It’s almost back to school time, and that means worrying about getting the right school supplies, remembering a locker combination and, if you’re a teenager, figuring out how you fit in the dating scene.
On Tuesday's Up to Date, we talk with psychologist Wes Crenshaw and teen experts Kendra Schwartz and Josie Myers about how teens might find real love in high school, while swimming in a sea of hormones, hook-ups and angst.
Budgets, common core, accreditation and aspirations for the year will be some of the topics of our conversation. Superintendents Jim Hinson from the Shawnee Mission School District and Stephen Green from Kansas City Public Schools join in a discussion of the pressing issues facing our schools and taking questions and comments from the community.
Being a police officer is about many things: patrolling a beat, helping other officers maintain order, and sometimes, providing extra security to visiting dignitaries.
Kansas City, Mo., police officer Nicole Wright returns to speak with Steve Kraske about what it's like to work be part of the special security detail at the NAACP national convention for the organization’s chairman, Roslyn M. Brock and what the mood was there when they heard the verdict of the Trayvon Martin-George Zimmerman case.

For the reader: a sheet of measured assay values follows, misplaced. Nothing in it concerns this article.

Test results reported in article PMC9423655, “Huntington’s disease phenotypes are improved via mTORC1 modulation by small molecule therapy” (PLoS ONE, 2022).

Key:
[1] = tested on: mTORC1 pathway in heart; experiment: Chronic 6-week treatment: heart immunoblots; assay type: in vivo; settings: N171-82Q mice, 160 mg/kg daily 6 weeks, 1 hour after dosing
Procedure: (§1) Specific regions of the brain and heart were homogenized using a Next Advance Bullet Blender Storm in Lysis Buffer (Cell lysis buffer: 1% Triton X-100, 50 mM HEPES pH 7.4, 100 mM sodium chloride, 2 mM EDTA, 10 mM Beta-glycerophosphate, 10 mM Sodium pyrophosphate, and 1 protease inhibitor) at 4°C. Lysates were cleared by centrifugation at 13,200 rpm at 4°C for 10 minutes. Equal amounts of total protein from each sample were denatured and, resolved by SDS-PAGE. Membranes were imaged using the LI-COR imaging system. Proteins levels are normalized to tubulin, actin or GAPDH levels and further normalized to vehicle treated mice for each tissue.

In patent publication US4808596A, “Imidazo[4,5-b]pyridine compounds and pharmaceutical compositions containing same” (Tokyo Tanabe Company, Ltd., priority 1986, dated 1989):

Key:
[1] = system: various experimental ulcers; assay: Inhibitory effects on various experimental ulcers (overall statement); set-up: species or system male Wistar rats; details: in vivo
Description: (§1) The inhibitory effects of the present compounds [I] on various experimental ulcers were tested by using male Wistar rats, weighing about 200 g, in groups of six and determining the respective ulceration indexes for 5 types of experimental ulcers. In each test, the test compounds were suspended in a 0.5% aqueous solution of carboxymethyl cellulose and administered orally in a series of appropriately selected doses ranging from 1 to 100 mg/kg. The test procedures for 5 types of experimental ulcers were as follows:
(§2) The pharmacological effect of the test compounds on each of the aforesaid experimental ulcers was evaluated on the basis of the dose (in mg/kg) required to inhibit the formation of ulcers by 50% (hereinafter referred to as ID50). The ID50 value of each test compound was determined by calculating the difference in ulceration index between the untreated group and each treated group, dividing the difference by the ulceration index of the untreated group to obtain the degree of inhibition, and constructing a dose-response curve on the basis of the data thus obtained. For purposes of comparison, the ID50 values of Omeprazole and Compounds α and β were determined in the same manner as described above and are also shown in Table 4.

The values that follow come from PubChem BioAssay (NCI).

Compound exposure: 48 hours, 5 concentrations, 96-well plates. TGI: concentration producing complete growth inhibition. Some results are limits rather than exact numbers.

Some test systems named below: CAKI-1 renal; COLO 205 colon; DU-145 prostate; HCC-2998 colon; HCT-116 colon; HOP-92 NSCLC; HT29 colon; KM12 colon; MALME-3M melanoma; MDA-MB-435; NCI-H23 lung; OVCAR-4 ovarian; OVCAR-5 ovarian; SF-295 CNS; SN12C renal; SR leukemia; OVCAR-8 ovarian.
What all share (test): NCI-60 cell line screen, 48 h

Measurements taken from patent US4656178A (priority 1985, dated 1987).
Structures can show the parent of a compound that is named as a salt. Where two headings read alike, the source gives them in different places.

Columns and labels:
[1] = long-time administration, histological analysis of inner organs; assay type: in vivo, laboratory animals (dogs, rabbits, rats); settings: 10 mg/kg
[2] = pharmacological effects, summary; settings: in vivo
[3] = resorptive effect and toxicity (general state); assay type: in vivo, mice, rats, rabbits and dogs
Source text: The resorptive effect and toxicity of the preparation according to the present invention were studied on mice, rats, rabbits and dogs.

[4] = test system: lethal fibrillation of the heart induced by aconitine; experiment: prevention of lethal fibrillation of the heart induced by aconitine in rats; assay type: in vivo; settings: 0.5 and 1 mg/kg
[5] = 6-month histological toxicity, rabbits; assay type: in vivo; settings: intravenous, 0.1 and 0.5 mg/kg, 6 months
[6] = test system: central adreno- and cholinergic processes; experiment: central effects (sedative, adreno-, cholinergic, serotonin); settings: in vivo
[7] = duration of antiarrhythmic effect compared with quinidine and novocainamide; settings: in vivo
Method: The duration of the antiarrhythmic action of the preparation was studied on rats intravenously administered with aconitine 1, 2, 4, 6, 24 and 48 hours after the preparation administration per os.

Tyson Foods, Inc., announced this week that it would soon suspend purchases of cattle that had been treated with a controversial drug, citing animal welfare concerns.
But many in the industry wonder if the real reason is not about cattle, but rather the battle for sales in other countries, where using drugs for meat production is banned.
“I really do think this is more a marketing ploy from Tyson to raise some awareness so they can garner some export business from our overseas export partners,” said Dan Norcini, an independent commodities broker.
The work of iconic Mexican artists Frida Kahlo and Diego Rivera is on display this summer at the Nelson-Atkins Museum of Art. They’re part of an exhibit called Frida Kahlo, Diego Rivera and Masterpieces of Modern Mexico.
Kahlo and Rivera are known not only for their paintings, but for their tempestuous marriage, which sometimes influenced their art.